Apple's iPhone 6s and 6s Plus. Image credit: Apple. 

Benzinga recently got ahold of a report from SMBC Nikko Securities in which the analysts claim that Apple (NASDAQ:AAPL) may be preparing yet another round of iPhone production cuts as a result of "excess inventories." It's not clear whether the analysts refer to iPhone inventory in the distribution channel or at Apple itself.

Adding additional color, the analysts say that "inventories of current iPhone models stand at 50-60 [million] units," and that these inventories are unlikely to be absorbed even following the "sharp cutbacks to production in Jan-Mar."

The cause of these reportedly high inventories apparently stem from "weak demand."

Although the above may seem plausible, here's where the report loses credibility with me.

"Attraction of the [iPhone 7] will be weak"
After saying that the current iPhone demand is weak, the report goes on to say that the next generation iPhone -- widely called the iPhone 7 -- won't do much to stimulate customer demand.

Indeed, Benzinga says that the SMBC analysts believe that Apple doesn't have any "major [hardware specification] changes planned."

The report apparently further goes on to claim that Apple won't be using new display panels in the new phones, recycling the same ones from the iPhone 6s/6s Plus (which in turn were recycled from the iPhone 6/6 Plus).

I'm not buying it.

If Apple doesn't have any major changes planned, what do they expect to sell iPhone 7 on?
Apple spends substantially in research and development, far more than the majority of its peers in the smartphone market. It's hard to imagine that with all of the development resources that the company puts behind each of its projects -- especially ones as important as its "new number" iPhones -- that "no major spec changes" would be anything close to acceptable for it.

Indeed, it was Apple marketing chief Phil Schiller who told Bloomberg back ahead of the iPhone 6s/6s Plus launch that "the bar for functionality is higher with every generation" and that Apple can't tell customers that this year's iPhone "does the same thing" that last year's iPhone did but "5% better."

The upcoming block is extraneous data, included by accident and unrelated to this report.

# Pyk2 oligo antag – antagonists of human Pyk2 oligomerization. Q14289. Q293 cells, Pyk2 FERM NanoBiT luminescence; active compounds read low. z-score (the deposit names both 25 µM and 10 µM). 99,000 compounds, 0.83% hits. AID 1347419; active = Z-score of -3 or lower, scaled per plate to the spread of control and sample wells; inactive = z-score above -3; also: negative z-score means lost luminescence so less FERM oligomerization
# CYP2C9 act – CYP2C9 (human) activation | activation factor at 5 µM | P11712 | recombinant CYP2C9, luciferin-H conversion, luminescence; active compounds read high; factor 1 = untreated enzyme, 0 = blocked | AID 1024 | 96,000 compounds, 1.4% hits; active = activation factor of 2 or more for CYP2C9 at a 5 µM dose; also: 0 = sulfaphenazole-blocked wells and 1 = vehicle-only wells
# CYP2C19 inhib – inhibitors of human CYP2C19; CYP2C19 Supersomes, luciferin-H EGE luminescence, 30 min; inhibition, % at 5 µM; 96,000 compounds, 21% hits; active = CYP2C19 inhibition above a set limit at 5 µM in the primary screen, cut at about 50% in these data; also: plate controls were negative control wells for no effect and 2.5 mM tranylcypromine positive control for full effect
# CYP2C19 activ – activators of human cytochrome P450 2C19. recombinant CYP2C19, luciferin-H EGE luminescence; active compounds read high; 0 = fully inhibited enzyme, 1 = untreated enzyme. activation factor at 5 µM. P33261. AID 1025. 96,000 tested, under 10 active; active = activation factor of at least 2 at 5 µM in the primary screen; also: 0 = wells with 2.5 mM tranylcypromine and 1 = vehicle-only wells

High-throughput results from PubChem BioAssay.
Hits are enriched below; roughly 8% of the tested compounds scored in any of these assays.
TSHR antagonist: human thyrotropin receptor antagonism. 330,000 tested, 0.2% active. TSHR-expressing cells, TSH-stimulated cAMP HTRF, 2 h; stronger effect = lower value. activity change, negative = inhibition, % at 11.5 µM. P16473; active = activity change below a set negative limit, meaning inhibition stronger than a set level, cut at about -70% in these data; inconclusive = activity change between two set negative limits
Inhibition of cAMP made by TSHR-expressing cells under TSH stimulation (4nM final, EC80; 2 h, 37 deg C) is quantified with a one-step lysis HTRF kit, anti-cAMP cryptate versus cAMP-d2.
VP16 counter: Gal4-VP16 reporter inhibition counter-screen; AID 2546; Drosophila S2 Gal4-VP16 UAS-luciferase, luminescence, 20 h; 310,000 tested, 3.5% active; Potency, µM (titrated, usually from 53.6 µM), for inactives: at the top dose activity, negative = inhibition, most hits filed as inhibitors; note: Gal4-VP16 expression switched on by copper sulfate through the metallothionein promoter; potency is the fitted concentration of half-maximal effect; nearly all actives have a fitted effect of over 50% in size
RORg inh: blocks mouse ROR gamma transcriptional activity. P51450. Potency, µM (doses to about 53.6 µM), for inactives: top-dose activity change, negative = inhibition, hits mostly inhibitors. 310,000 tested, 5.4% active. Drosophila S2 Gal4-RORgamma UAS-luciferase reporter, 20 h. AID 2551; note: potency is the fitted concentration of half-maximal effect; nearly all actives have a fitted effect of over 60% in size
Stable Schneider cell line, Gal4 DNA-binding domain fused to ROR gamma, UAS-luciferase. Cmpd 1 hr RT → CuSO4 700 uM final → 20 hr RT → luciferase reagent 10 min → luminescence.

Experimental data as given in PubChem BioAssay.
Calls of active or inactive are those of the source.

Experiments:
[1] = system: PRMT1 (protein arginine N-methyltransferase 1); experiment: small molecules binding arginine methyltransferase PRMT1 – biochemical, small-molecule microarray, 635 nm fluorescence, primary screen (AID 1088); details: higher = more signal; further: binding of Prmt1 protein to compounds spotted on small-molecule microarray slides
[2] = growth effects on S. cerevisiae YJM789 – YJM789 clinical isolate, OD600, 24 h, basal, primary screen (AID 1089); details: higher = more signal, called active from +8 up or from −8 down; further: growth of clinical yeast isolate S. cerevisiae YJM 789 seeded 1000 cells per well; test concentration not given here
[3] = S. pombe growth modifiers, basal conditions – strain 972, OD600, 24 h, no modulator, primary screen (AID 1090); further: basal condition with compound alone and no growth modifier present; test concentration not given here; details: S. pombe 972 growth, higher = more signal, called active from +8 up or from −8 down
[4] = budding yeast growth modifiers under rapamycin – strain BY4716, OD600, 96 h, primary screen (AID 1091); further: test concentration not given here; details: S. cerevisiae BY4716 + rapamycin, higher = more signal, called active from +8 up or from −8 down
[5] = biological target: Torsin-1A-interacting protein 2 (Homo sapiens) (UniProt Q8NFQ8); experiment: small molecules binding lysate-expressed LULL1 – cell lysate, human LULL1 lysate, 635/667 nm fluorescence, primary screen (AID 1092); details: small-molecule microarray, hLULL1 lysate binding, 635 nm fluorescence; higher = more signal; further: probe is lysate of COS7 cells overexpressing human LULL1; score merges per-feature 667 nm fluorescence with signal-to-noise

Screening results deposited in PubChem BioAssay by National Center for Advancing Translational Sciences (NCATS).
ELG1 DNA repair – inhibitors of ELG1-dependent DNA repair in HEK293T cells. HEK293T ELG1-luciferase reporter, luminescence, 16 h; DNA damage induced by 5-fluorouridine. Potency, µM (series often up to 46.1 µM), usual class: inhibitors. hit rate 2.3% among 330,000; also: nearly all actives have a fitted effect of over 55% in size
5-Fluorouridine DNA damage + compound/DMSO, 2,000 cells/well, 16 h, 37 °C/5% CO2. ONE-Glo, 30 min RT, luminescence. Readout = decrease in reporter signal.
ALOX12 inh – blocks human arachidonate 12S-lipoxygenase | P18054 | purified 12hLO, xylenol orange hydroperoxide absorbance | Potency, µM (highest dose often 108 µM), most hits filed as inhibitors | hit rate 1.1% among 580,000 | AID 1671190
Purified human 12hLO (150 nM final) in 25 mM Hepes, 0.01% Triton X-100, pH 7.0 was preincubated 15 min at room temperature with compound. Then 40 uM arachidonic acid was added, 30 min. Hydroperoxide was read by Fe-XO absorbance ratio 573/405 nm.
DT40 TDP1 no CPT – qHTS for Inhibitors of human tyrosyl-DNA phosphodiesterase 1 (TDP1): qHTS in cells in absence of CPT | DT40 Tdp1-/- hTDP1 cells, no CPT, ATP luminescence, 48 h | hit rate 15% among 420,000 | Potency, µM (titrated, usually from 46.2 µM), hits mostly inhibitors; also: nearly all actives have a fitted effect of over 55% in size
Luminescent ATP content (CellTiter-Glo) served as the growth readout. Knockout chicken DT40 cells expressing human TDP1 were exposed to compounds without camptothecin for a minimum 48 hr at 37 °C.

I don't think making the device just a bit thinner, or putting in a faster A10 chip, qualifies as a major leap in functionality, either.

What makes even less sense is the claim that Apple will reuse the same exact LCD panels that were found on the iPhone 6s/6s Plus. Apple is already falling behind major Android flagships in display performance (DisplayMate's Raymond Soneira said in an email to Forbes contributor Brooke Crothers that the iDevice maker's current flagships are "running well behind the display curve"), so it seems ludicrous to think that Apple won't update those panels.

Indeed, with major Apple display vendor Japan Display having recently commenced mass production of its "Pixel Eyes 2" displays (which bring about a host of improvements over its first generation Pixel Eyes displays), I would be stunned if Apple didn't use a new generation of displays on iPhone 7.

This report seems questionable
At this point, I find it hard to believe that SMBC's claims of another big round of iPhone production cuts will hold, particularly in light of commentary around iPhone 7 that simply doesn't jive with what the iDevice maker is likely to bring out.

If other analysts/brokerage houses come out with similar, independent reports of further production cuts/inventory glut, then it might be time for investors to brace for said cuts. But, were I an Apple shareholder, I wouldn't take any action solely on this news.

This article represents the opinion of the writer, who may disagree with the “official” recommendation position of a Motley Fool premium advisory service. We’re motley! Questioning an investing thesis -- even one of our own -- helps us all think critically about investing and make decisions that help us become smarter, happier, and richer.